A beau­ti­ful chaos

The Monthly (Australia) - - THE NATION REVIEWED - JAYE KRANZ

In­side Mel­bourne’s Art­ful Dodgers Stu­dios (ADS) the Mega­phone Lunch is un­der­way. About 40 of the stu­dio’s par­tic­i­pants have turned up for the monthly mu­si­cal event – and the free lunch. Pro­ceed­ings be­gin with a hand­ful of mu­si­cians per­form­ing “fresh sounds” from the stage – a truck-load­ing bay – to the crowd as­sem­bled in the laneway be­low. The MC keeps the spirit in­clu­sive: “Yo! If any­one is lis­ten­ing in a fac­tory or an of­fice nearby, come down here!” Fo­cus soon shifts to the buf­fet (In­done­sianstyle bar­be­cue chicken, gado gado, fried tofu), and then the long din­ing ta­bles are cleared and re­stored to their usual pur­pose: art mak­ing.

“If you’re go­ing to come here, you have to make art,” ex­plains the stu­dios’ co-or­di­na­tor, Mar­i­anna Codog­notto, whose of­fice dou­bles as a cor­ri­dor. Staff track through ev­ery few min­utes. Codog­notto’s pens stand in a faded

Three Bean Mix tin. Her desk mug prof­fers the gen­eral di­ag­no­sis: “We’re all los­ing our shit.”

The ADS is an art and mu­sic space for dis­ad­van­taged and at-risk youth, a block down­hill from Colling­wood’s cafe and fash­ion strip. A pro­gram of the Je­suit So­cial Ser­vices, it has had to re­duce its open-stu­dio days from five to three. The fund­ing sit­u­a­tion is ver­tig­i­nous, but as the ADS rounds its 20th year, the place re­mains lively and, as one at­tendee de­scribes, “of­ten crowded, which I like”. On a reg­u­lar drop-in day, par­tic­i­pants po­si­tion them­selves around the var­i­ous spa­ces, bent over projects.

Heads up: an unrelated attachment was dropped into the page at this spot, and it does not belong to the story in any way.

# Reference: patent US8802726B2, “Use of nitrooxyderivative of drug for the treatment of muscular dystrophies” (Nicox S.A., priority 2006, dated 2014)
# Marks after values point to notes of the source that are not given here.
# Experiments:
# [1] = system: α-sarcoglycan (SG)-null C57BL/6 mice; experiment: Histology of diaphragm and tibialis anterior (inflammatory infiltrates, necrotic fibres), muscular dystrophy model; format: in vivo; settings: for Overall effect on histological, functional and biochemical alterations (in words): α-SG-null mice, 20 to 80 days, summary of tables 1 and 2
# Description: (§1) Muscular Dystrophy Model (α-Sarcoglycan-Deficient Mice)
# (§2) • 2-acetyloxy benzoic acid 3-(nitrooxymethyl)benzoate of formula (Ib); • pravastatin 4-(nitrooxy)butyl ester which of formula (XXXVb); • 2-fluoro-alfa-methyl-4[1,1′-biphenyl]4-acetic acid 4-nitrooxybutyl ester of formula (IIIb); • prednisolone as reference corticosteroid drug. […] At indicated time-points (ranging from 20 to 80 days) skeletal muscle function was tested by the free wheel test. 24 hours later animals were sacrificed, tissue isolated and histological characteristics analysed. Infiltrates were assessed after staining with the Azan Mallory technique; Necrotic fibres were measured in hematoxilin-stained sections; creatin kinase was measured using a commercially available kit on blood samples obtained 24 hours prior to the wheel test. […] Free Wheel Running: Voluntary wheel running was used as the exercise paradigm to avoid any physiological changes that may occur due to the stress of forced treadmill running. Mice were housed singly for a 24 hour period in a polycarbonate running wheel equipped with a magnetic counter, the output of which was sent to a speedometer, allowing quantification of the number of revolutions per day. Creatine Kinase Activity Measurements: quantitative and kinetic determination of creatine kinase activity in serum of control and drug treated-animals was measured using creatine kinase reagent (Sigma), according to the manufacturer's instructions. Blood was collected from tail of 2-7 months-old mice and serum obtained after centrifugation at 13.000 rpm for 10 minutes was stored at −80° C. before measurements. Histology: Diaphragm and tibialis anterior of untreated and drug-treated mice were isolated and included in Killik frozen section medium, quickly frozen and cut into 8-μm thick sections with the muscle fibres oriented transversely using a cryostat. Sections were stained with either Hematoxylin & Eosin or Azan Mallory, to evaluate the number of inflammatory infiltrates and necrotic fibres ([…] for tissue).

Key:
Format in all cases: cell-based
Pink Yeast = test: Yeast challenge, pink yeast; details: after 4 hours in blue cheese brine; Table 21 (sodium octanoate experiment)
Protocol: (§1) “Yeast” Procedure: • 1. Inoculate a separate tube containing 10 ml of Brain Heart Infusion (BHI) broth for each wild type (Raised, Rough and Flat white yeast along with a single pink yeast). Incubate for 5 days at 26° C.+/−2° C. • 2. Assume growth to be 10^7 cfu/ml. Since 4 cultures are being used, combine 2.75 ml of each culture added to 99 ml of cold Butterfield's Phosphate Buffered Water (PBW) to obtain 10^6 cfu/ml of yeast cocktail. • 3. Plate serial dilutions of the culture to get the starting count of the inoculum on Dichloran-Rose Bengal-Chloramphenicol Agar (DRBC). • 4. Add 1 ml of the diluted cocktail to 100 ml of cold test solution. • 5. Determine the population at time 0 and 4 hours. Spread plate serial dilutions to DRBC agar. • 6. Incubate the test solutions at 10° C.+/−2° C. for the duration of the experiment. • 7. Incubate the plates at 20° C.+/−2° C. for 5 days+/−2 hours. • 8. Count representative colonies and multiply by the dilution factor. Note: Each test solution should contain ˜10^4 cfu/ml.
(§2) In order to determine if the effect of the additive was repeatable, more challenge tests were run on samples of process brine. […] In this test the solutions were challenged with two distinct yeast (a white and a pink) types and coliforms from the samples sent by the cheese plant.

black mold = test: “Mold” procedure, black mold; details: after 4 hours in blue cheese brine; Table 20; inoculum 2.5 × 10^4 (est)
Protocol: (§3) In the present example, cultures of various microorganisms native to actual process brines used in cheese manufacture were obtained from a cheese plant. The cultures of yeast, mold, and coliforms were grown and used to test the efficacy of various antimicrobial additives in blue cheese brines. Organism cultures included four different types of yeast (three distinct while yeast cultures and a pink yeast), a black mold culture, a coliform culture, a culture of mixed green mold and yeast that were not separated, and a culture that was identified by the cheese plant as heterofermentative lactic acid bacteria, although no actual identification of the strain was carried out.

In the mu­sic stu­dio, Jal­mar, a 20-year-old rap­per wear­ing a red beanie and with mu­sic notes tat­tooed be­hind his ear, is mix­ing his song ‘Son­der’ with Jesse Sul­li­van, the in-house en­gi­neer. Jal­mar isn’t sure the word “son­der” ex­ists, “but I saw it on­line and it said it meant the re­al­i­sa­tion that ev­ery per­son has just as vivid and com­plex a life as yours”.

Jal­mar, whose back­ground is Chilean, raps over a beat with Latin stylings. “But it al­ways just made Mum ag­gra­vate / and it showed how the gov’ment can eas­ily take / and break fams up like a piece a cake / for a piece a cake / that’s what we live for / I even see my mum throw a knife at the door.” He wants to add voices ar­gu­ing in Span­ish around the two-minute mark.

“What, YouTube Span­ish peo­ple ar­gu­ing?” Sul­li­van asks. He sug­gests it might be dif­fi­cult to source, un­less they grab some­thing from a Pe­dro Almod­ó­var film. “It’s not Chilean, but there’s some in­tense stuff go­ing on.”

They scrap the idea and move on to Jal­mar’s next re­quest: a siren un­der the verse in which po­lice evict him and his fam­ily from their home. They au­di­tion sirens. “That’ll do,” Jal­mar says. “Though ’round my area it’s more like the woop-woop.” He per­forms a man­ual po­lice “chirp” siren.

In the vo­cal booth next door, a flute les­son is wind­ing up. Msar, an Iraqi refugee – “there was not time to learn this stuff over there” – emerges with his teacher Daniel, who says he’d seen an ad for a vol­un­teer flute teacher, “so I came in”.